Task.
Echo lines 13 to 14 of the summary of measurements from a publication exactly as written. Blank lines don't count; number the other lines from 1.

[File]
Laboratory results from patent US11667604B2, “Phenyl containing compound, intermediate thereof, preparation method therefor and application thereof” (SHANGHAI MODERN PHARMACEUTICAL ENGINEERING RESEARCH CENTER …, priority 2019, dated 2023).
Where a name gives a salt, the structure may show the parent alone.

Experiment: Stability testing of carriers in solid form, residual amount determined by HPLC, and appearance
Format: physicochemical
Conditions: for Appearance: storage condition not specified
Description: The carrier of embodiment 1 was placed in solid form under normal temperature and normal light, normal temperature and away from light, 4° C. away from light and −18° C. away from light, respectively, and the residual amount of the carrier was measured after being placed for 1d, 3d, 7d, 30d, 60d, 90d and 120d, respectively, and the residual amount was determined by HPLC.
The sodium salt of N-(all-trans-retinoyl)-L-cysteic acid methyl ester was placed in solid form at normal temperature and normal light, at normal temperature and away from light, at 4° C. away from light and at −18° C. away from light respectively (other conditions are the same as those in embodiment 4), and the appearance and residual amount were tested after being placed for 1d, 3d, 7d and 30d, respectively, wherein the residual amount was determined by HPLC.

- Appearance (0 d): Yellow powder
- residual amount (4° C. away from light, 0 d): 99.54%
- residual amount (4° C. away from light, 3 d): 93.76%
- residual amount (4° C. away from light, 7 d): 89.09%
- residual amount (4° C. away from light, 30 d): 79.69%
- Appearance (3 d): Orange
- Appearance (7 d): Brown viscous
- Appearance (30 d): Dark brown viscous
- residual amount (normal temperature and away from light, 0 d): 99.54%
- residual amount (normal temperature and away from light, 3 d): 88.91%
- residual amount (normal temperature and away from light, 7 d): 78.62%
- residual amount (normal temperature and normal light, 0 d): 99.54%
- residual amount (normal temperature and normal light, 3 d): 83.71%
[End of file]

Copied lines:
- Appearance (3 d): Orange
- Appearance (7 d): Brown viscous